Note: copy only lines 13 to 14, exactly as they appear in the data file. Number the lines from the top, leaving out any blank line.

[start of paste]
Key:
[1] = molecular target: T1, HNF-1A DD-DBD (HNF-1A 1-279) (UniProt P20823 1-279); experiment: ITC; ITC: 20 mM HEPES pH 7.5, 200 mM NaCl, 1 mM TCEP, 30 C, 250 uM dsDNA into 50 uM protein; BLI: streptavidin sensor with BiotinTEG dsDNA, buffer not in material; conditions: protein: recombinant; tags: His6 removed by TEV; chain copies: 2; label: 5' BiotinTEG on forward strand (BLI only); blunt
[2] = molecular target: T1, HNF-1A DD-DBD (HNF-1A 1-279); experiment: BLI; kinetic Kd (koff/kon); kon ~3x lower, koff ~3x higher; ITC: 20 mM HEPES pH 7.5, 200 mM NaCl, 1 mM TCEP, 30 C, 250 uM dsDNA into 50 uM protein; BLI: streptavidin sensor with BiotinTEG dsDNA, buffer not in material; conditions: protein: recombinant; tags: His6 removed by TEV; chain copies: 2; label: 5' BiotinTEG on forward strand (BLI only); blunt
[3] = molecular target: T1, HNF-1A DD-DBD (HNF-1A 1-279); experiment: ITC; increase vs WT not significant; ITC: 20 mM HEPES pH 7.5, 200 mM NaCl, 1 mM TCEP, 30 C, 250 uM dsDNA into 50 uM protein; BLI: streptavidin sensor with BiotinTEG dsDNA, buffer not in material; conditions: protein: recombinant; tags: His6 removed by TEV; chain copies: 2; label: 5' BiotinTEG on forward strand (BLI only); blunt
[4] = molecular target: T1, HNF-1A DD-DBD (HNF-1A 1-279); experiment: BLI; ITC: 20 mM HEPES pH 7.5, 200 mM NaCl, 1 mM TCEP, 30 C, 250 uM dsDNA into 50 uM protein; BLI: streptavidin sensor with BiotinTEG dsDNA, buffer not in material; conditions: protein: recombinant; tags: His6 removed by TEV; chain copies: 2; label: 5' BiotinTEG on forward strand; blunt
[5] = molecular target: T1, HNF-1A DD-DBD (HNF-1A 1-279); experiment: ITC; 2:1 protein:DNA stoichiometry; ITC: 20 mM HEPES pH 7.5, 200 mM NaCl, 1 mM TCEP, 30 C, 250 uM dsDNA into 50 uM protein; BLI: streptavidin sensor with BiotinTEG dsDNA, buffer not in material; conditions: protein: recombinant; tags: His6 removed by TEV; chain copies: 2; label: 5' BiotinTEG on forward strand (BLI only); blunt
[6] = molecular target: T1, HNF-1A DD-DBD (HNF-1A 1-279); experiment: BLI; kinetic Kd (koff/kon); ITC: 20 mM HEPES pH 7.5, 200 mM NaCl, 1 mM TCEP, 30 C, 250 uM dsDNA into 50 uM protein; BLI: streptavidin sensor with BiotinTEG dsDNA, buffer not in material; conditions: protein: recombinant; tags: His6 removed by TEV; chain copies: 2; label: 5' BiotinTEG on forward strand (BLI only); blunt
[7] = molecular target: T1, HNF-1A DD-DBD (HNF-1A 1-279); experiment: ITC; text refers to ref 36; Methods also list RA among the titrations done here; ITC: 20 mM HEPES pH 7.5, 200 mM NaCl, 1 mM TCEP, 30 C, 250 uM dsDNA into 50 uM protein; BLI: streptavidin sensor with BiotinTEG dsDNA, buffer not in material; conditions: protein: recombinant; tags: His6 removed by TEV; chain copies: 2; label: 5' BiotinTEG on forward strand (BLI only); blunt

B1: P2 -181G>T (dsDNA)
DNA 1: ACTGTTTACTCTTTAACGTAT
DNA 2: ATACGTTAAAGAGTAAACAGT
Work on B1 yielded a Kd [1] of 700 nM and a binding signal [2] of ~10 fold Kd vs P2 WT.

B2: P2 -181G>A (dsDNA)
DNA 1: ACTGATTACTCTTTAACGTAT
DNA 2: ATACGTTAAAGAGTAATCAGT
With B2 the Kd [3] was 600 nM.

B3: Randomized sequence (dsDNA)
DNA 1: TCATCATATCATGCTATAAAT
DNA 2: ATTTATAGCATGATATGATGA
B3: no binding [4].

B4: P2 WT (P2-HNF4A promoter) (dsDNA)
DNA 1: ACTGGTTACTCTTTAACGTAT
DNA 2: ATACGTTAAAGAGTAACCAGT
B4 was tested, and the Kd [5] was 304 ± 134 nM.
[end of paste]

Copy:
B2: P2 -181G>A (dsDNA)
DNA 1: ACTGATTACTCTTTAACGTAT